Rest periods and right to take leave

Working hours shall be arranged in such a way that during each 24-hour period, starting from the beginning of the working day, the employee receives at least 11 hours of continuous rest. Work may not be arranged in such a way that the working period exceeds 13 hours, and the rest shall be granted during the period from 23:00 to 06:00, if possible. Under special circumstances, when it is necessary to protect items of value, a work session may be extended to as many as 16 hours, in which case, without exception, a rest period of 11 hours shall be granted immediately following the work, without any reduction of the employee’s right to regular wages for daytime work.

If employees are specially asked to report for work before the 11-hour rest period is up, then the rest period may be postponed and granted later, in such a way that a right to take leave in the form of 1.5 hours (of daytime working time) accumulates for every hour by which the rest period is shortened. It shall be permitted to pay ½ hour (of daytime working time) of the leave entitlement, should employees so request. In no case may 8 hours of continuous rest be reduced.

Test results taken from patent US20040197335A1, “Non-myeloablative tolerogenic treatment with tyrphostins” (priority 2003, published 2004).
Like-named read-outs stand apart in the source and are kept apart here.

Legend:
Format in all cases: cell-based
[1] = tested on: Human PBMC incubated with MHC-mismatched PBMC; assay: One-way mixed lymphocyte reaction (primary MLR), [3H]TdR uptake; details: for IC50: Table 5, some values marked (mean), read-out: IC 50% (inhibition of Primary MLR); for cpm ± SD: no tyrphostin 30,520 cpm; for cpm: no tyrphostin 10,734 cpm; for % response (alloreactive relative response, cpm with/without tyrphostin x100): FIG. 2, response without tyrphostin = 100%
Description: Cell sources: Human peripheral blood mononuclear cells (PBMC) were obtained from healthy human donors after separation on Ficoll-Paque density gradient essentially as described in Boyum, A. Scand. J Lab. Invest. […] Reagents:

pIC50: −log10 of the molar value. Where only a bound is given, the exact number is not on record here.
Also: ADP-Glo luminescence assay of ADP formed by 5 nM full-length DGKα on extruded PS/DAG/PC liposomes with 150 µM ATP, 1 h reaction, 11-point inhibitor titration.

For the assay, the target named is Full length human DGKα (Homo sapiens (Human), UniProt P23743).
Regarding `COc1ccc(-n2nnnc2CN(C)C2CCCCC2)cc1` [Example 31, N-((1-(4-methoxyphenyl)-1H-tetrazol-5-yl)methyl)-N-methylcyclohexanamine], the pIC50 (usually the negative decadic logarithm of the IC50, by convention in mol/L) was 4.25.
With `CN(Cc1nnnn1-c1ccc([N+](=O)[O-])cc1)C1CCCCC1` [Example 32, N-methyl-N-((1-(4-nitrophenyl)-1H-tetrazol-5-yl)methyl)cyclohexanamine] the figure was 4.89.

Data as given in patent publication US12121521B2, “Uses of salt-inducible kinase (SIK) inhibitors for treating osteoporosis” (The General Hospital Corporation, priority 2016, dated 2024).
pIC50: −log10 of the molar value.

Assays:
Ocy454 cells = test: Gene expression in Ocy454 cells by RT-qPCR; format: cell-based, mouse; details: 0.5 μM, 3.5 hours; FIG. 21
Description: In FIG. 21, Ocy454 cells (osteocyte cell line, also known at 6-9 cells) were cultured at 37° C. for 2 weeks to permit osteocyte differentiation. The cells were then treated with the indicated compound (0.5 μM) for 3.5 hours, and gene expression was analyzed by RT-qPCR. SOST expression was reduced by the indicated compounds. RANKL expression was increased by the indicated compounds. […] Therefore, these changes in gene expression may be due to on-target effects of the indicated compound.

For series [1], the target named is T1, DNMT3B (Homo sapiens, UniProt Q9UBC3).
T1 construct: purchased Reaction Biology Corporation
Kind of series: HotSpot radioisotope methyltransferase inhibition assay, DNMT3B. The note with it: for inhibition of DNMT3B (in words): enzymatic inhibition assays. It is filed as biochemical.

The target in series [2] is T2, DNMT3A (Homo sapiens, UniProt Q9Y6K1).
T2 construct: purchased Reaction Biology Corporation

If the employee works for such a long time preceding a holiday as to make it impossible to have 11 hours’ rest before the normal beginning of the working day, the situation shall be handled in the same way as above.

Weekly day off
During each 7-day period, the employee shall have at least one weekly day off, connected directly to the daily rest period. For this purpose, the week shall be taken as beginning on Monday. The weekly day off may, by agreement with the employees, be postponed when special circumstances necessitate such a deviation from the norm. If there is specific need for such an arrangement a collective wage agreement must be created to cover it. In such a case, the taking of days off may be arranged in such a way that 2 days off are taken together every second weekend.

Maximum weekly working hours
Workers’ maximum working hours per week, including overtime, may not exceed 48 hours, on average, during each four-month period. These hours are calculated based on active working hours (e.g. only hours worked, not refreshment breaks,) with added minimum vacation pay (24 days,) illness, maternity/paternity leave, and paid vocational studies.

It is preferable that the working hours do not change much in between weeks.

Employers are not allowed to have employees work more than the maximum working hours stated above, according to the Act on Working Environment, Health, and Safety, No. 46/1980.

More about variations and the right to take leave in chapter 2.4.2 of the wage term agreement.